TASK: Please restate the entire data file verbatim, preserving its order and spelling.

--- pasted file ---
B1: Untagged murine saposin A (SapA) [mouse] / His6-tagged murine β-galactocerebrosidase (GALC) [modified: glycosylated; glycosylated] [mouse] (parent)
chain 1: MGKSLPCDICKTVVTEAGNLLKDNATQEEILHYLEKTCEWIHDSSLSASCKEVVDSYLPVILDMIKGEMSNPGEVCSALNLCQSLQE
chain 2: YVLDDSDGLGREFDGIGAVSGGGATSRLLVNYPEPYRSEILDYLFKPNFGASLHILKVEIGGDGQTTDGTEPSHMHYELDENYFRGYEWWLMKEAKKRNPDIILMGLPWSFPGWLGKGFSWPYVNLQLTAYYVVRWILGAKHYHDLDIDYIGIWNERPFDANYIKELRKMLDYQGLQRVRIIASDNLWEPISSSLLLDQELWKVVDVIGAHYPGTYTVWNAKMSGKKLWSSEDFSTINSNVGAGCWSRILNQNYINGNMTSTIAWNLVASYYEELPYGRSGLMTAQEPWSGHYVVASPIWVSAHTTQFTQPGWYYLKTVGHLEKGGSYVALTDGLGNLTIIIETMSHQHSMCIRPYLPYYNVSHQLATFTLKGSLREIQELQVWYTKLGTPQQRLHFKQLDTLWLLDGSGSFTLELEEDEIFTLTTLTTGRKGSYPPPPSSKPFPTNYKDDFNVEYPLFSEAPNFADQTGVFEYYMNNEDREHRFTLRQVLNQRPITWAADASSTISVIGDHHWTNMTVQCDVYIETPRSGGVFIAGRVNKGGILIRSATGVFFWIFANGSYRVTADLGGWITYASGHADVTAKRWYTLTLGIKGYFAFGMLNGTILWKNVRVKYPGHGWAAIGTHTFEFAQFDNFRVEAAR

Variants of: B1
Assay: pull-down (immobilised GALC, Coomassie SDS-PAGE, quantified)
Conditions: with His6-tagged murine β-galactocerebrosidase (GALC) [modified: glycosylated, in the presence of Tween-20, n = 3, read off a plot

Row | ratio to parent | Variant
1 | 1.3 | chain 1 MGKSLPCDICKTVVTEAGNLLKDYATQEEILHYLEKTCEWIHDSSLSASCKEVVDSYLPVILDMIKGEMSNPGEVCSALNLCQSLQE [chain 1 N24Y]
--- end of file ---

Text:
B1: Untagged murine saposin A (SapA) [mouse] / His6-tagged murine β-galactocerebrosidase (GALC) [modified: glycosylated; glycosylated] [mouse] (parent)
chain 1: MGKSLPCDICKTVVTEAGNLLKDNATQEEILHYLEKTCEWIHDSSLSASCKEVVDSYLPVILDMIKGEMSNPGEVCSALNLCQSLQE
chain 2: YVLDDSDGLGREFDGIGAVSGGGATSRLLVNYPEPYRSEILDYLFKPNFGASLHILKVEIGGDGQTTDGTEPSHMHYELDENYFRGYEWWLMKEAKKRNPDIILMGLPWSFPGWLGKGFSWPYVNLQLTAYYVVRWILGAKHYHDLDIDYIGIWNERPFDANYIKELRKMLDYQGLQRVRIIASDNLWEPISSSLLLDQELWKVVDVIGAHYPGTYTVWNAKMSGKKLWSSEDFSTINSNVGAGCWSRILNQNYINGNMTSTIAWNLVASYYEELPYGRSGLMTAQEPWSGHYVVASPIWVSAHTTQFTQPGWYYLKTVGHLEKGGSYVALTDGLGNLTIIIETMSHQHSMCIRPYLPYYNVSHQLATFTLKGSLREIQELQVWYTKLGTPQQRLHFKQLDTLWLLDGSGSFTLELEEDEIFTLTTLTTGRKGSYPPPPSSKPFPTNYKDDFNVEYPLFSEAPNFADQTGVFEYYMNNEDREHRFTLRQVLNQRPITWAADASSTISVIGDHHWTNMTVQCDVYIETPRSGGVFIAGRVNKGGILIRSATGVFFWIFANGSYRVTADLGGWITYASGHADVTAKRWYTLTLGIKGYFAFGMLNGTILWKNVRVKYPGHGWAAIGTHTFEFAQFDNFRVEAAR

Variants of: B1
Assay: pull-down (immobilised GALC, Coomassie SDS-PAGE, quantified)
Conditions: with His6-tagged murine β-galactocerebrosidase (GALC) [modified: glycosylated, in the presence of Tween-20, n = 3, read off a plot

Row | ratio to parent | Variant
1 | 1.3 | chain 1 MGKSLPCDICKTVVTEAGNLLKDYATQEEILHYLEKTCEWIHDSSLSASCKEVVDSYLPVILDMIKGEMSNPGEVCSALNLCQSLQE [chain 1 N24Y]